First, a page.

"We used Softimage and Maya to animate the film, and we imported the motion-capture data into those packages," Babu says. "But since we did this over a year ago, the system we were using were older and we did run into some problems that would normally require lots of painstaking work to fix. By using Animot, we were able to have the computer automatically do the equivalent of key-framing. It essentially blended different captured movements together."

A key aspect in reducing the cost of making the film was India's lower labor costs.

"We created a school to build our animation group called the Digital Imaging Center of India. We collaborated with SGI, which provided the school with hardware, and several other software companies," Babu says.

"They provided software and also experts from the US to train the young artists we found. We gave them 18 months of training before we started the project. That created an affordable talent base for us working under the supervision of more experienced animators."

Pentafour also set up an office in Los Angeles to oversee the motion-capture sessions run by co-director Alan Jacobs, who is referred to as the "live-action" director on the project. Evan Ricks served as animation director.

The film is being marketed aggressively over the Internet through its web site, The site has found advertisement partners in America Online, Yahoo,, PBS Online, Snoopy, Go Network among others.

Demo reels of major companies such as Silicon Graphics, Intel, Softimage and Alias include footage from Sinbad. There is also extensive coverage of the film on the CNN Worldwide cable network, Chandrasekharan says.

Sinbad will be distributed in all international territories by Kathy Morgan International.

Kathy Morgan is the chairman of the American Film Marketing Association, the largest group of independent film and television companies, in the film chambers of Hollywood.

"The cutting edge technology involved in the making of the film and the dedicated team of creative animators are certainly the early announcers for the success of Sinbad. And we are glad to be a part of this pioneering glory," Morgan says.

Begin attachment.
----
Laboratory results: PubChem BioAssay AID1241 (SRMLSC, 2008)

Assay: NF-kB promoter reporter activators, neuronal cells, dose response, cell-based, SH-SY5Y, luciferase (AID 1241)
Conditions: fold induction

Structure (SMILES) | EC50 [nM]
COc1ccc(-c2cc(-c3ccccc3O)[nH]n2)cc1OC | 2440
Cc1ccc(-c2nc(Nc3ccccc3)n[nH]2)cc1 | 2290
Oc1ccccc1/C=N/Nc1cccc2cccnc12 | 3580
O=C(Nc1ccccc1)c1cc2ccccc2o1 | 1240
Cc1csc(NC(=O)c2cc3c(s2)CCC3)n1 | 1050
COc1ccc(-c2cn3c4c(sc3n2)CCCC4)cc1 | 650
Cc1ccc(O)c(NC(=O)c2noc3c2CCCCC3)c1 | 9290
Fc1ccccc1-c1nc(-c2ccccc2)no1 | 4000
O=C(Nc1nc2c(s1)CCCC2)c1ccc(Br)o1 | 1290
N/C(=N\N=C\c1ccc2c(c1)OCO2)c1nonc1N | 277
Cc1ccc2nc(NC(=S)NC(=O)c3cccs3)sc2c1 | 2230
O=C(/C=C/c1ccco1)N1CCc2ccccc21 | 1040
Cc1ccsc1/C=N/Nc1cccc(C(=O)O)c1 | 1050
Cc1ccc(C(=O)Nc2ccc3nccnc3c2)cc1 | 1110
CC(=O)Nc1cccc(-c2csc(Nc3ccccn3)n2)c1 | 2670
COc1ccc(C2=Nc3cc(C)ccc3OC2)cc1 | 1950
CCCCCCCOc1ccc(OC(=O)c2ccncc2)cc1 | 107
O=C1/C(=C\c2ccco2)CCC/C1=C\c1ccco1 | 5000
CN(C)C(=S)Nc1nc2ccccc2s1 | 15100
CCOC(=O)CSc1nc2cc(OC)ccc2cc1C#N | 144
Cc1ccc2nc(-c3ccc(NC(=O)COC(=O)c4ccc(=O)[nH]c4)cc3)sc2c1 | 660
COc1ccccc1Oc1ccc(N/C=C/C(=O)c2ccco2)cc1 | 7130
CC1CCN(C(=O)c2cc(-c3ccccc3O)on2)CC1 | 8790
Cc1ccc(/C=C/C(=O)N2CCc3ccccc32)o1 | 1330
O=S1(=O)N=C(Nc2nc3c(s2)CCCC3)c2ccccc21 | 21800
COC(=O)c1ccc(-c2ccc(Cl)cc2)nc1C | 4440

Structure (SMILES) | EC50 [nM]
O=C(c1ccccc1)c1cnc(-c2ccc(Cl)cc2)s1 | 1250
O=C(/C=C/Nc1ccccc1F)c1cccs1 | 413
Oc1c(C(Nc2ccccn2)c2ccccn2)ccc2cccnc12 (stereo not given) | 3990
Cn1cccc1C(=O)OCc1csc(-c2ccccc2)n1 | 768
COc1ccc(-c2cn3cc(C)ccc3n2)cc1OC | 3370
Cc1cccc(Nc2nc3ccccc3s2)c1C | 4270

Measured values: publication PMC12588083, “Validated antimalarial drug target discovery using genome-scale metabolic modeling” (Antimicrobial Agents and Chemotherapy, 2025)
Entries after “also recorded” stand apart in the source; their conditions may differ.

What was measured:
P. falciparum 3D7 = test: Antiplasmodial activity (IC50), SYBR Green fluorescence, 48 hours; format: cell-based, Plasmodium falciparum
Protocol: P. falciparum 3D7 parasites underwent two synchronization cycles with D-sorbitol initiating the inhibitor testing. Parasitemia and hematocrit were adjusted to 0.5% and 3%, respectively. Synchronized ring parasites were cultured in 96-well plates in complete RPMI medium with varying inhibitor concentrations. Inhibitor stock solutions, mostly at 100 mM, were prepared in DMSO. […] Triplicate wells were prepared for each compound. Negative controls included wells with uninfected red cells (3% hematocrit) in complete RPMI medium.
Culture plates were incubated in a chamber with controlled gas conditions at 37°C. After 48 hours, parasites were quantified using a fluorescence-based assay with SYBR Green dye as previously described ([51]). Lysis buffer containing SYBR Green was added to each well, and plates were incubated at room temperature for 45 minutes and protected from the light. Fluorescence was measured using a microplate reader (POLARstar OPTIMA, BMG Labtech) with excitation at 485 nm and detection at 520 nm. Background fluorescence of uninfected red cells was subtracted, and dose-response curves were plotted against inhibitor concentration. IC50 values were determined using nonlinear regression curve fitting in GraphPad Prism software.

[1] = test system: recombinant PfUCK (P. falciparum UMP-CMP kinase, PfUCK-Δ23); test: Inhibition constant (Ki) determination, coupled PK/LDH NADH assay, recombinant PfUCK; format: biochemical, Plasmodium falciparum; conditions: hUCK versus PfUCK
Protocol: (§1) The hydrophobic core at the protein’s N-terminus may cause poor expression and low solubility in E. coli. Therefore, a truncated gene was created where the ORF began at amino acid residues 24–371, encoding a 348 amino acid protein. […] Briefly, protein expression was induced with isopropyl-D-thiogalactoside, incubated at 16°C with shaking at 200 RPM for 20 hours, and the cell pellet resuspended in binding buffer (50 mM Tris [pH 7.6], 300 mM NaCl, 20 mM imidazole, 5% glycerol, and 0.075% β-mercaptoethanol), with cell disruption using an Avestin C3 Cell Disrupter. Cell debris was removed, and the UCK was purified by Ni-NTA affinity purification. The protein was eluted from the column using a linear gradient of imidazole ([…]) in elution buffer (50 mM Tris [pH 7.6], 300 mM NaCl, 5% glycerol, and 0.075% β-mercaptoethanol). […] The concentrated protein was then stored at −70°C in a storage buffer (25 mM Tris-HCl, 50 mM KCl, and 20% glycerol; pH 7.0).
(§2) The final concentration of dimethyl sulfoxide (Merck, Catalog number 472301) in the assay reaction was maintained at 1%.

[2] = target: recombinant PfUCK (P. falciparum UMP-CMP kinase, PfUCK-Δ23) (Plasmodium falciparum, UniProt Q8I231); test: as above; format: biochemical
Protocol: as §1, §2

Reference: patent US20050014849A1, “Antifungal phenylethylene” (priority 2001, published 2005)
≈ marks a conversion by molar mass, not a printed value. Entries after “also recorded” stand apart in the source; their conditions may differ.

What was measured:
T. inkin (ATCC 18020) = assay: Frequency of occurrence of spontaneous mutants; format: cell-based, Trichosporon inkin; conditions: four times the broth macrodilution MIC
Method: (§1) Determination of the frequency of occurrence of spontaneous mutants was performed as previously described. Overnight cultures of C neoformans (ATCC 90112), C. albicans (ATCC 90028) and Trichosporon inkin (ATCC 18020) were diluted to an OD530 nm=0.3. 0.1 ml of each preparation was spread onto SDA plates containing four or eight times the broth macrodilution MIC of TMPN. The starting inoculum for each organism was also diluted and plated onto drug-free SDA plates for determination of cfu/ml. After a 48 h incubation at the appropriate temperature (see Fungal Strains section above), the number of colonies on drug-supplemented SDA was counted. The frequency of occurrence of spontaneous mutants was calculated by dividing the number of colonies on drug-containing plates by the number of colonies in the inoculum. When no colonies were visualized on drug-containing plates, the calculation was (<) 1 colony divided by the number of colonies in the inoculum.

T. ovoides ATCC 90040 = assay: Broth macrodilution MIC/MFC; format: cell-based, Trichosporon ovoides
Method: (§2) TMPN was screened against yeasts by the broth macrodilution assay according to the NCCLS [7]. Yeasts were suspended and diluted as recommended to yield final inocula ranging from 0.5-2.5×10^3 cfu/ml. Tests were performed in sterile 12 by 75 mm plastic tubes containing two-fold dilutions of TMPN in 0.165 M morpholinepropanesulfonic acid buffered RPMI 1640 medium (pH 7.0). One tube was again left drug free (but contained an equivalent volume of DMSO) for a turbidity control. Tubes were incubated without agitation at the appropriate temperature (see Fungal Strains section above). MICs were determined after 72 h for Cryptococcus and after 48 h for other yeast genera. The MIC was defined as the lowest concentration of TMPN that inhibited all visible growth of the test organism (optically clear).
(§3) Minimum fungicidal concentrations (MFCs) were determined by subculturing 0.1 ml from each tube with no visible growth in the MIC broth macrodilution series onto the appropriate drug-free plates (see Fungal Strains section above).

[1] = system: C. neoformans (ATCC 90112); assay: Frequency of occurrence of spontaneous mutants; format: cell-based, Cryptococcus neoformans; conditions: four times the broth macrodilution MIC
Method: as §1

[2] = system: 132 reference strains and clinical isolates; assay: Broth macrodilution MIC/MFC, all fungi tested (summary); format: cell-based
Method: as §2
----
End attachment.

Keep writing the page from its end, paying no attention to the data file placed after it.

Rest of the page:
"Traditionally, animation films targeted at the kids dealt with animals and creatures which did not demand striking differences in its gender, dress, expressions etc. But Pentafour Software, with its state-of-the-art technological background has pioneered the hybrid film with the aid of real human faces, expressions and nuances," Chandrasekharan says.

Chandrasekharan says that Pentafour will go further in the sequel to Sinbad, yet another venture for Improvision Inc.

Pentafour eventually hopes to link up with a major Hollywood studio and develop a relationship similar to the one between Disney and Pixar. Until then, Pentafour has its hands full with completing Sinbad. They are also currently working on a new 13-part motion capture animated series, in partnership with a Japanese comic book company.

"We expect to be a big player in this industry by the end of next year, and the release of Sinbad and the appreciation we hope to get for that will definitely put our name at the top with most other production houses," he says.

Next: Chicago Joins the War On Bidis